As seen in the picture above, pine trees can release large amounts of the yellow-colored pollen at a time. People often describe the effect as observing plumes of yellow smoke.
Why is Pine Pollen Ignored?
Pine pollen grains typically bear a waxy thick coat that surrounds its rather large size. Pine pollen grains can be 60 to 100 micrometers in diameter, large compared to other pollen grains (typical pollen grain size is approximately 10 micrometers). Doctors often believed that the size of pine pollen prevented its distribution by wind and through the air. However, studies and Dr. Dvorin’s own pollen counts have proven that this not the case. Despite its large size, pine pollen is capable of traveling great distances.
The pine pollen grain typically has 2 large air sacks that give it a “Mickey Mouse” appearance (see picture.) These air sacks reduce the pine pollen grain density and contribute to the pollen’s buoyancy, allowing it to travel long distances in the air. As an example, the center of the Pinelands is about 40 miles from Center City Philadelphia. Yet urban air samples from our Philadelphia, PA pollen collection station generally show the same relative volume of pine pollen grains as found in our suburban air samples from the Mount Laurel, NJ collection station which is 30 miles from the Pinelands. Thinking that the size of pine pollen grains were too large to enter the nasal and lung passages, many physicians (including allergists) did not consider pine pollen a relevant allergen. Evidence that it can be inhaled and provoke symptoms are found in cases reported in the medical literature as far back as 1921. Published results from limited investigation of pine pollen allergy have shown that pine pollen allergy does in fact cause allergic responses in the skin (positive allergy skin tests) and allergy responses on nose, eye, and lung challenges.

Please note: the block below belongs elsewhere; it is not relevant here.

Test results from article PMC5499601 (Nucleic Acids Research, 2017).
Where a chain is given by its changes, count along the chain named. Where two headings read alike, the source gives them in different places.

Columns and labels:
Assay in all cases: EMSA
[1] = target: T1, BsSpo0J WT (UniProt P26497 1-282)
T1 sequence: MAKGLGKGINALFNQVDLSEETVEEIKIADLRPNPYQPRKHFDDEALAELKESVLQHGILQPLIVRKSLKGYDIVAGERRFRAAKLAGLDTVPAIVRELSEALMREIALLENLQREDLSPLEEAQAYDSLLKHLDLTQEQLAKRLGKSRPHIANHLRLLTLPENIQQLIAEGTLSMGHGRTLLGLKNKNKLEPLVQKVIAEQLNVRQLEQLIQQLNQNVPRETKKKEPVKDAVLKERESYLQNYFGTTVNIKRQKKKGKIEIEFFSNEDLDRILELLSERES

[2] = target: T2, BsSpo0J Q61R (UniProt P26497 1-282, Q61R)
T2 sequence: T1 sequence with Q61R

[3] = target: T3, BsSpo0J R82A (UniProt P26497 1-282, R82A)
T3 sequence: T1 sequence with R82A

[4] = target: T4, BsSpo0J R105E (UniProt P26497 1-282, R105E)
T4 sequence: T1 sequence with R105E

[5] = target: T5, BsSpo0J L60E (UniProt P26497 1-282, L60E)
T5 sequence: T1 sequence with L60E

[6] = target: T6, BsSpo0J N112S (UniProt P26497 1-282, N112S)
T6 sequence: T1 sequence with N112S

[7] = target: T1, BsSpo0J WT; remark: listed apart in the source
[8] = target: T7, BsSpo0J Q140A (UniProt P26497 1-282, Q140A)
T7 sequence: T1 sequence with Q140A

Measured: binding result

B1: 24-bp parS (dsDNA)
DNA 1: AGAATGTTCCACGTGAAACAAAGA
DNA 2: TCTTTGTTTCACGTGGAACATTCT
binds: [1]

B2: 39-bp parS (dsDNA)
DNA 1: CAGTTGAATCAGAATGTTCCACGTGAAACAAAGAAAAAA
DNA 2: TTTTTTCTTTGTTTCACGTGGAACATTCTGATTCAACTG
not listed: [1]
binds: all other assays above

In addition to the limited reports of pine pollen-induced hay fever or bronchial asthma, there have been reports of allergies to ingested pine nuts (the seeds of pine trees) or from pine nuts found in pesto, sauces, salads, meatballs, cakes, candies and cookies. Interestingly enough, there is very little cross reactivity of pine nuts with other tree nuts. This is due to the fact that, evolutionarily, pine nuts are not from flowers as in the case of other tree nuts (like walnut, hazelnut, cashew, pistachios), but are contained within the pine cone—making them antigenically different from other tree nuts.